On July 14, 1989, Frank DeJoy, vice-president and general manager of Suburban, called a meeting with the department's sales staff. At that meeting, DeJoy announced that the door-to-door sales department would be closed for "economic reasons" and that all employees would be terminated effective August 18, 1989. Although Suburban offered the terminated employees an opportunity to apply for other positions in the company, it discouraged them from applying for those other positions. The personnel manager advised each employee that he or she would forfeit any severance pay if the employee applied for another company position. In addition, the offered positions were at lower salaries and without commissions. In light of those disincentives, none of the employees applied and the door-to-door sales employees lost their jobs, including plaintiffs.
Eighteen months after eliminating the door-to-door sales department, Suburban reinstituted door-to-door sales by subcontracting with Cable Television Marketing of America (CTMA), an independent sales marketing concern. Responding to newspaper advertisements placed by CTMA, Denino, Marsillo and Susan Chapman applied for positions at CTMA and were hired. When Suburban learned that CTMA had hired former Suburban employees, Suburban directed CTMA's manager to rescind the offers of employment. Because it did not want to jeopardize its contract with Suburban, CTMA retracted its offers to Denino, Marsillo and Susan Chapman.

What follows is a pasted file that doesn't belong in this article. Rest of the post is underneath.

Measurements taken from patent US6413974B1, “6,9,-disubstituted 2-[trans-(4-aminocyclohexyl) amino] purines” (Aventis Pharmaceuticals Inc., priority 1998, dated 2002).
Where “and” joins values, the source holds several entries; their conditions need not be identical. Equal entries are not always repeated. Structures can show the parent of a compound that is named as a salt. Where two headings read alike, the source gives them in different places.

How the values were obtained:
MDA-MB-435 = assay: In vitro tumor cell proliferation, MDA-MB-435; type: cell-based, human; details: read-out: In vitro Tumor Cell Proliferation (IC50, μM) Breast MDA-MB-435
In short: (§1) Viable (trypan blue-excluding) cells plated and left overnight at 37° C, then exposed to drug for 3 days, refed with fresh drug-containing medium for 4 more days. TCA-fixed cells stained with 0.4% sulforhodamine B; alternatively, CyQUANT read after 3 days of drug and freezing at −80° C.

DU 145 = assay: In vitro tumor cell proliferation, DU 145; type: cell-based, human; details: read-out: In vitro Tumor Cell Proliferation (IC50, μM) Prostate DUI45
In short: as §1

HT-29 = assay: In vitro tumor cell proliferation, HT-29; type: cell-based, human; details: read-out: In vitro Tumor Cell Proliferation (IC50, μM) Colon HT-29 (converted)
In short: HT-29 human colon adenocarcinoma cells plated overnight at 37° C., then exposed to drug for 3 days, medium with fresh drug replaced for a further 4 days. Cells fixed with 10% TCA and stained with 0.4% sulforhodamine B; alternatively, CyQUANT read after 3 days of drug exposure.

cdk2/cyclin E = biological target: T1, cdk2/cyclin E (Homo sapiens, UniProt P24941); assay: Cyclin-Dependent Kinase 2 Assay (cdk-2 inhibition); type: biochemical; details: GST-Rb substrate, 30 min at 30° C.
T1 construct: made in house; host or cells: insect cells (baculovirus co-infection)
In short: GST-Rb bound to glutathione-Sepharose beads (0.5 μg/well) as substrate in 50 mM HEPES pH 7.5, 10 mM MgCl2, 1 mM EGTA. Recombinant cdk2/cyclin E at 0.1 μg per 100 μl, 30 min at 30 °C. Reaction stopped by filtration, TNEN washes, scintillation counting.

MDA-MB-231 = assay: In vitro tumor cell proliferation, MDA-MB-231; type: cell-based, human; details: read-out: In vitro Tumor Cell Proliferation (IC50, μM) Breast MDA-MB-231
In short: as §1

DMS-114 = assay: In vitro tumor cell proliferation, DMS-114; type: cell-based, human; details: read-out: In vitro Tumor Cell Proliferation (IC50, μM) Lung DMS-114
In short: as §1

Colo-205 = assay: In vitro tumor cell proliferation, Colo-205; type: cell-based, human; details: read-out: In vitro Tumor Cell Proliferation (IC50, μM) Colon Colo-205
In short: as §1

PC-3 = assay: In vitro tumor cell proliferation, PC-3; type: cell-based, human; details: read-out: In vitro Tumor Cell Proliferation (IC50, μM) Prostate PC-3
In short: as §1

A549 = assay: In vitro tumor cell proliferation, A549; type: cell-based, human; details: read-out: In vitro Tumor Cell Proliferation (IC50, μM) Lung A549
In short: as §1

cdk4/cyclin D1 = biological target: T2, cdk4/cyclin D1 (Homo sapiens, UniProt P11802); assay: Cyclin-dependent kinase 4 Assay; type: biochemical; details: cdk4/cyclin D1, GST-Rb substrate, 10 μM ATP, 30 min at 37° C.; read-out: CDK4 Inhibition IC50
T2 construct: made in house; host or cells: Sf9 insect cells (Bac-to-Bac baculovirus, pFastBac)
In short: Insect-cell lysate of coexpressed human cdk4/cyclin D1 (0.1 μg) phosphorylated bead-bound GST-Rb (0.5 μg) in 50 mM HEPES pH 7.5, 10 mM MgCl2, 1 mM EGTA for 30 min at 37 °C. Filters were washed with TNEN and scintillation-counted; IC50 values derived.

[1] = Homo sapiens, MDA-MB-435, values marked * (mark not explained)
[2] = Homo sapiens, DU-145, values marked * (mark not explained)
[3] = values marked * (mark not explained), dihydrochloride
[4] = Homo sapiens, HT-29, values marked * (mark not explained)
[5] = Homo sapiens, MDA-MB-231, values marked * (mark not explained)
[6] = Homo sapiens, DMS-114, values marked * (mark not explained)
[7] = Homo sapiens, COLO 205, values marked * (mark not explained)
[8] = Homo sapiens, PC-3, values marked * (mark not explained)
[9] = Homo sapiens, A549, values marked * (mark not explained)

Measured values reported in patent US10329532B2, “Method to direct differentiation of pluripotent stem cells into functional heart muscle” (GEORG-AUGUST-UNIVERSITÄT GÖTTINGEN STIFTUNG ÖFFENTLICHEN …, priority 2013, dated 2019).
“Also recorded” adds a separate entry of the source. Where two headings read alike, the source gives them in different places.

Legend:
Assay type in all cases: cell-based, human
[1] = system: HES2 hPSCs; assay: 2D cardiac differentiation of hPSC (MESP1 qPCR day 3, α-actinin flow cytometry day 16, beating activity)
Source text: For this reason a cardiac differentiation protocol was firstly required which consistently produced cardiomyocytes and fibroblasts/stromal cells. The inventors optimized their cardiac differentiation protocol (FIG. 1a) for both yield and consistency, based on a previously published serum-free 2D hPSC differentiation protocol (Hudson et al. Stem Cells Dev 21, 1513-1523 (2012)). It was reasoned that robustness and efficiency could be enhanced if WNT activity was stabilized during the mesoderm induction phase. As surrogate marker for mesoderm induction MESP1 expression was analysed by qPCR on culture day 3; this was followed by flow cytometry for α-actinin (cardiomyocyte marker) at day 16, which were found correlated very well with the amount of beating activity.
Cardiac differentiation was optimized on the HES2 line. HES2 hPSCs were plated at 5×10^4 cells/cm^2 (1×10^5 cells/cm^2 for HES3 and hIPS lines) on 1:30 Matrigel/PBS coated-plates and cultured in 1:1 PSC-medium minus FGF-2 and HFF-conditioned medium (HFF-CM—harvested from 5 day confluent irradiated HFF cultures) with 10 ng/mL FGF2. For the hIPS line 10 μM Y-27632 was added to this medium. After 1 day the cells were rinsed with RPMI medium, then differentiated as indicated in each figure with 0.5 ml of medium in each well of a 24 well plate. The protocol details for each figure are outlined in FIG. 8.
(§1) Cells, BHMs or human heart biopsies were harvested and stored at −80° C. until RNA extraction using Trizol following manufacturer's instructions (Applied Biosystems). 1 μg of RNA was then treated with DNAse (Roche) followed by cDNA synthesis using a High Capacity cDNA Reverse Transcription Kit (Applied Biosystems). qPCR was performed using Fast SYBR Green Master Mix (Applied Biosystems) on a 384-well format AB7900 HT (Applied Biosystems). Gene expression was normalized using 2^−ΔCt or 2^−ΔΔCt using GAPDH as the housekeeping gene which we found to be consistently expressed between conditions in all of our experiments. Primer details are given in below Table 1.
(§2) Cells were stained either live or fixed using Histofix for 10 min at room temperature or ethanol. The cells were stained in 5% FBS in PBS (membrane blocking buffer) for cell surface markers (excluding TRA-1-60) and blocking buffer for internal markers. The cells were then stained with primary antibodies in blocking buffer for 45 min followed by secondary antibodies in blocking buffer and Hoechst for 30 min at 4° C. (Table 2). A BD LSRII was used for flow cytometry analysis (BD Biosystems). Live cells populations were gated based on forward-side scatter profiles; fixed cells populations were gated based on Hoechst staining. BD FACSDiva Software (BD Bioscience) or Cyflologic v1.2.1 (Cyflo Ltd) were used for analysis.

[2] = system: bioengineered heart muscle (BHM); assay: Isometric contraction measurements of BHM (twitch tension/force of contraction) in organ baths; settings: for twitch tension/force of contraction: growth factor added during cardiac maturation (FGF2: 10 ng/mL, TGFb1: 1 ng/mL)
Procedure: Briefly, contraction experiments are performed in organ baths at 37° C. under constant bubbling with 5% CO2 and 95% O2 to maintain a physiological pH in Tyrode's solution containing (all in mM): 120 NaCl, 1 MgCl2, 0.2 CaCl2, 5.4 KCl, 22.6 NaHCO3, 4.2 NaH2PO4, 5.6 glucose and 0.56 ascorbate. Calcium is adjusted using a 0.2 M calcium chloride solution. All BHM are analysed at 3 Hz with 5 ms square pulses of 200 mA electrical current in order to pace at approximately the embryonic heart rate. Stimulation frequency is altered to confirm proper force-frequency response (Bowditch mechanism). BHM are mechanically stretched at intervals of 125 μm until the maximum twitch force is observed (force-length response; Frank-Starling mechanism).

On August 20, 1992, plaintiffs and Susan Chapman filed an eleven-count complaint against Suburban in State court seeking relief under the New Jersey Constitution, the LAD, and various common-law causes-of-action. Defendants moved to dismiss all counts except the eighth count, which alleges that Suburban engaged in unlawful age discrimination. The trial court, among other things, dismissed counts one through six, which asserted that plaintiffs were victims of retaliatory discharge. In those counts, plaintiffs claimed that the discharge was: 1) a violation of N.J.S.A. 10:5-12(d) of the LAD (count one); 2) contrary to a clear mandate of public policy (count two); 3) a violation of State constitutional prohibition against the taking of private property without due process (count three); 4) a breach of contract (count four); 5) a breach of an implied covenant of good faith and fair dealing (count five); and 6) a result of fraudulent misrepresentation (count six).